Berkes’ latest is a departure from many children’s gardening books, combining rhyming verses with recipes celebrating the garden’s bounty.
Rectos present readers with a rhyming challenge to name what is growing, providing textual clues as well as gorgeously detailed and realistic illustrations, which often feature the flowers, insect pollinators and at least the beginnings of the fruit or vegetable. “It grows on a vine with skin that is green. / It’s sliced in a salad; it’s long and it’s lean. / But sometimes it’s shorter with soft little prickles / And placed in a jar for real tasty pickles.” (Deathless poetry this is not.) Versos show close-ups of a child enjoying or preparing a dish featuring that fruit/vegetable, the recipe at the bottom of the page—sweet-and-sour cucumber salad in this case. From the popular ants on a log to the more daring French onion soup, breakfast-y carrot muffins to a dessert of blueberry pie, young chefs are likely to get a wide introduction to both the products of the garden and the culinary arts. The recipes include thumbnail pictures next to the ingredients, and the steps are well-written. Two recipes specify that children should ask for adult help, and closing notes reinforce this, but there is no prominent, introductory note to underscore cooking safety. While the children are sometimes oddly proportioned, they do represent a nice mix of races and cultural backgrounds.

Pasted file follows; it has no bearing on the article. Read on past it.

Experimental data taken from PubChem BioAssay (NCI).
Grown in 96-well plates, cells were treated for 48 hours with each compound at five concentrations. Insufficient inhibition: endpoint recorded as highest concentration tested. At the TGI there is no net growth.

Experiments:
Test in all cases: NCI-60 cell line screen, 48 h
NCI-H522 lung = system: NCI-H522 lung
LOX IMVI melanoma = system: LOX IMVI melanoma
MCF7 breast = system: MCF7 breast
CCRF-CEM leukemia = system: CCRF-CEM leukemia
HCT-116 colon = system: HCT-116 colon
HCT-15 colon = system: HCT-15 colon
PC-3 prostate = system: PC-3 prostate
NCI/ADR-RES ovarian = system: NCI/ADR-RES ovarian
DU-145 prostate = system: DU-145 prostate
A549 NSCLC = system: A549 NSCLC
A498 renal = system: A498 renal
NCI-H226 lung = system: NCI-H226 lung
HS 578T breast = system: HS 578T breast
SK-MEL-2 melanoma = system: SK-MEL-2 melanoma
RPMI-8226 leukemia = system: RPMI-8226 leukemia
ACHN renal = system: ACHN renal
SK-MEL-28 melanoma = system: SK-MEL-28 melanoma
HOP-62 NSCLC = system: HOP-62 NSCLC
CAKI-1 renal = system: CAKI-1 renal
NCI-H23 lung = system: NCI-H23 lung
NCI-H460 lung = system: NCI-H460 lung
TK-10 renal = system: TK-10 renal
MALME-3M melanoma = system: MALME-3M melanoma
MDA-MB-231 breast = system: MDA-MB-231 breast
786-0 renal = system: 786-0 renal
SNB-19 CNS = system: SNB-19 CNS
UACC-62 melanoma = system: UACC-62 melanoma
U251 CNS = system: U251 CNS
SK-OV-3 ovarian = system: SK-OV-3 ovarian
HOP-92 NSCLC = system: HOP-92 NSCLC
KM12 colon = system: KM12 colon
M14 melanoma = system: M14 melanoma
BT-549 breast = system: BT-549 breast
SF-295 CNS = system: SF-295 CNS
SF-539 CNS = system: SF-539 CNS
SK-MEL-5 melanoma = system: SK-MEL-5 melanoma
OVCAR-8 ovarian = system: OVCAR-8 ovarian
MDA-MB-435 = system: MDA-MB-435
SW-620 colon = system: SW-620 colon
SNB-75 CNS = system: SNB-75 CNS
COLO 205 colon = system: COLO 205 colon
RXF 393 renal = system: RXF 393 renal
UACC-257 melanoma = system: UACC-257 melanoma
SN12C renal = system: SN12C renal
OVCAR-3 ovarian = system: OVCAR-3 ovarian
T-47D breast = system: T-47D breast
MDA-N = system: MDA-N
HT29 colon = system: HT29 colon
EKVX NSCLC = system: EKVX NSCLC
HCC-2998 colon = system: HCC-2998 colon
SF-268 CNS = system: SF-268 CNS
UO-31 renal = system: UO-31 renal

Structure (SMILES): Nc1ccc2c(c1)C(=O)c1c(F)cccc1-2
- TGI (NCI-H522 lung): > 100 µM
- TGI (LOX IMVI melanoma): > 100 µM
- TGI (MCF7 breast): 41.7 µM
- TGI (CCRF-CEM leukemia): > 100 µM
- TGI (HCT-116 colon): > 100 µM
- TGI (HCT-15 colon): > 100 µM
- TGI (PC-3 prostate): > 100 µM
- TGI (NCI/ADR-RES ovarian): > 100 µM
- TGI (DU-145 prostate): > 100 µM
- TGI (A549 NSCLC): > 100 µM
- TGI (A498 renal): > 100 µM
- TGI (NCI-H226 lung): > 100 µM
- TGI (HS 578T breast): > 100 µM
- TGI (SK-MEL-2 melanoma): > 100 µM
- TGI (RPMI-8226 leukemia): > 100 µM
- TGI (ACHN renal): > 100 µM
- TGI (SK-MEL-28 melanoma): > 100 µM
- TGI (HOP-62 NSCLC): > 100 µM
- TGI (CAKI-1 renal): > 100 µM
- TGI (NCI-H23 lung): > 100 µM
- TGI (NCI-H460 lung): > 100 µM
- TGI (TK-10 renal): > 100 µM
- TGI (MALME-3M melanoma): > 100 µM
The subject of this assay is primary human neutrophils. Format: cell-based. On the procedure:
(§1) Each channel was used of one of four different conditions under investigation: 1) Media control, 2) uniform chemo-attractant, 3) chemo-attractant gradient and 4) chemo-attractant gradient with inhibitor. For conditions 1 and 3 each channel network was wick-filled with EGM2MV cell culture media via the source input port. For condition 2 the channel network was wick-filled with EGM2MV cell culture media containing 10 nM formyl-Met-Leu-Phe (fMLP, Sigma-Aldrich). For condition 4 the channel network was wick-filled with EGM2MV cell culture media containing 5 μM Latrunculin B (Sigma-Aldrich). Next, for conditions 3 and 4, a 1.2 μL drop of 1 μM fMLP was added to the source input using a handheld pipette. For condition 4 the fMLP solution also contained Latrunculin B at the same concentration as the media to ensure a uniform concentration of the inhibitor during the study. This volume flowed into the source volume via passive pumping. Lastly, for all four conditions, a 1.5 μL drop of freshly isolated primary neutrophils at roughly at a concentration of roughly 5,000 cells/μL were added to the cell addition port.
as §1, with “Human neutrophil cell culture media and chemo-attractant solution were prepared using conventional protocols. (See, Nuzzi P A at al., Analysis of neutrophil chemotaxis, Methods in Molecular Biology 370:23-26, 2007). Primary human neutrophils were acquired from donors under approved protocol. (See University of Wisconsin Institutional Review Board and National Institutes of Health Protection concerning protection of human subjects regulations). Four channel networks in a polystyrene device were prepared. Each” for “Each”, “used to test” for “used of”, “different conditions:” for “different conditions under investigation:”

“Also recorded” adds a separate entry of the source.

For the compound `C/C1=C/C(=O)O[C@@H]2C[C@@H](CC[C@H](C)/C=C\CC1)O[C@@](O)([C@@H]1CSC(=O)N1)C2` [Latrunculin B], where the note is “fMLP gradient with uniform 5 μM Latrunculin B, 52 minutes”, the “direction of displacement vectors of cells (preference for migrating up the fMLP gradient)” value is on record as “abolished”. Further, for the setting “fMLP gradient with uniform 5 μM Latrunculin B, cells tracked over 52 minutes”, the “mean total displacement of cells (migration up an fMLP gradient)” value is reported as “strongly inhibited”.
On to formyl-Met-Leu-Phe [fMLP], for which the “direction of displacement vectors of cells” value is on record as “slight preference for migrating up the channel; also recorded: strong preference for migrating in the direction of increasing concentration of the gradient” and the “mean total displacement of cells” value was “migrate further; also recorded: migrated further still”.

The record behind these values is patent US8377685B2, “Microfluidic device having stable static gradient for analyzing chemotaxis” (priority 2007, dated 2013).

A celebration of growing and eating that is just in time for spring planting. (facts about the featured foods, how seeds start, what plants need, plant parts, glossary of cooking terms, list of garden songs, books and websites) (Informational picture book/recipe book. 3-8)